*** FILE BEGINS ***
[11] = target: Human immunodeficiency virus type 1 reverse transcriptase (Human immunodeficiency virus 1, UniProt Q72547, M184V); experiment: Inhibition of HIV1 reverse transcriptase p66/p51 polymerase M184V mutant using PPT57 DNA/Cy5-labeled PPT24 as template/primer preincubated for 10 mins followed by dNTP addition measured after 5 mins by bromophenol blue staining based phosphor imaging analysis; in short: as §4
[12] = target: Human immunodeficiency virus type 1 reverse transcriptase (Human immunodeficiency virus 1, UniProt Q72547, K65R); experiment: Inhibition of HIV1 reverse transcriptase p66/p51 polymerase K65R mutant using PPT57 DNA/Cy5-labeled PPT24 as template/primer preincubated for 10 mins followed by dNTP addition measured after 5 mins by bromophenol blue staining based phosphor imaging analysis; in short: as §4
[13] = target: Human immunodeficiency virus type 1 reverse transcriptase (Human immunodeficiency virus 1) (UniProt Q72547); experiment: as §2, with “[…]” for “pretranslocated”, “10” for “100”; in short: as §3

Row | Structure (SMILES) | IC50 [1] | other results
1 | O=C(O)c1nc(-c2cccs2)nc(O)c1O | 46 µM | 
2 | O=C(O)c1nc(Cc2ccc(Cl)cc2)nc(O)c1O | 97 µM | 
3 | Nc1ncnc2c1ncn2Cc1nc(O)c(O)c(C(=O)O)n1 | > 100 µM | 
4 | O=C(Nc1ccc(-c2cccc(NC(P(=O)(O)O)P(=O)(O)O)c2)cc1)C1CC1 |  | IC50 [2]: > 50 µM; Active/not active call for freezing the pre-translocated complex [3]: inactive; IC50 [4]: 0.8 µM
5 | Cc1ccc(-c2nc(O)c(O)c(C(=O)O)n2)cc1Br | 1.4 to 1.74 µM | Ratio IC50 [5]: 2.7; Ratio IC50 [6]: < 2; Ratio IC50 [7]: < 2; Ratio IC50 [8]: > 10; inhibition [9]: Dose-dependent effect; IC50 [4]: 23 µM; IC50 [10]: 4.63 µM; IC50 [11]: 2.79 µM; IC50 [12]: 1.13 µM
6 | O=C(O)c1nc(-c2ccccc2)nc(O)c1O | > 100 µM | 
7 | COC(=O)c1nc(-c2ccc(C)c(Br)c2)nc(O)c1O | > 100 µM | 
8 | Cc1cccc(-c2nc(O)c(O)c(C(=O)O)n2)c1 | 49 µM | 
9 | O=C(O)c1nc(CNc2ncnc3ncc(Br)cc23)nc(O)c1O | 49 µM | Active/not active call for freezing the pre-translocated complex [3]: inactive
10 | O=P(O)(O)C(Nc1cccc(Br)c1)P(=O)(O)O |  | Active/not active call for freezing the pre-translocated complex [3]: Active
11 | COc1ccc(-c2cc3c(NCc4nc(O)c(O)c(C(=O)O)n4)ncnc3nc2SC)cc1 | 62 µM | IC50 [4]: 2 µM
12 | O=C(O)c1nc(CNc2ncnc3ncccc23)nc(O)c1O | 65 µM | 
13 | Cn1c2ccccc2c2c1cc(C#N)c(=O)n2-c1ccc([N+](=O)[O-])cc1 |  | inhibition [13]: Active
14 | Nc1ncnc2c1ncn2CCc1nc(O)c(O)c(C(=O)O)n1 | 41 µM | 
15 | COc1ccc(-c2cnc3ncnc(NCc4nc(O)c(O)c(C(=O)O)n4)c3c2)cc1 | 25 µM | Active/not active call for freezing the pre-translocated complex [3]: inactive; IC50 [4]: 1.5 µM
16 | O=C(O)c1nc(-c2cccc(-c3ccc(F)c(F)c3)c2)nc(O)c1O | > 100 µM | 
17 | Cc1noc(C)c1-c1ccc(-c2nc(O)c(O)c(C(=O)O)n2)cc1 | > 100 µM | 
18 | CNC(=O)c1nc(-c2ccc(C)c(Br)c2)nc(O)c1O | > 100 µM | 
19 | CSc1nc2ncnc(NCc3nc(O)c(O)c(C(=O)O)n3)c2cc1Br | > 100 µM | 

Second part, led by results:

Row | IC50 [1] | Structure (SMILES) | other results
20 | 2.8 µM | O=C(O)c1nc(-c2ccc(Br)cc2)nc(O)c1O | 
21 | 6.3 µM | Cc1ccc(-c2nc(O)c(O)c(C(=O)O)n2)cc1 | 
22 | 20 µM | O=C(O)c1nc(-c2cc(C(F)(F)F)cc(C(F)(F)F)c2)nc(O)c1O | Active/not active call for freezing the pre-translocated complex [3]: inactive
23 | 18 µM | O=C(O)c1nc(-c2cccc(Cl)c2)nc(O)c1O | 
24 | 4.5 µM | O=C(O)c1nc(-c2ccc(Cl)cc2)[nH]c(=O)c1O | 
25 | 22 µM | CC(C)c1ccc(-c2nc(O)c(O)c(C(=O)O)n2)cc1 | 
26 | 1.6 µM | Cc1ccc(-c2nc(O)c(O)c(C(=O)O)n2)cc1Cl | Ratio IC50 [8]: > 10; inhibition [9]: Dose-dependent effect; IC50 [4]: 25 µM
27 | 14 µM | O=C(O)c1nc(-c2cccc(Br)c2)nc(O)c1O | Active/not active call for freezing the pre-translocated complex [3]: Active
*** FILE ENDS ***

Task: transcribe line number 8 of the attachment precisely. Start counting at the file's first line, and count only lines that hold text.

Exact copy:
4 | O=C(Nc1ccc(-c2cccc(NC(P(=O)(O)O)P(=O)(O)O)c2)cc1)C1CC1 |  | IC50 [2]: > 50 µM; Active/not active call for freezing the pre-translocated complex [3]: inactive; IC50 [4]: 0.8 µM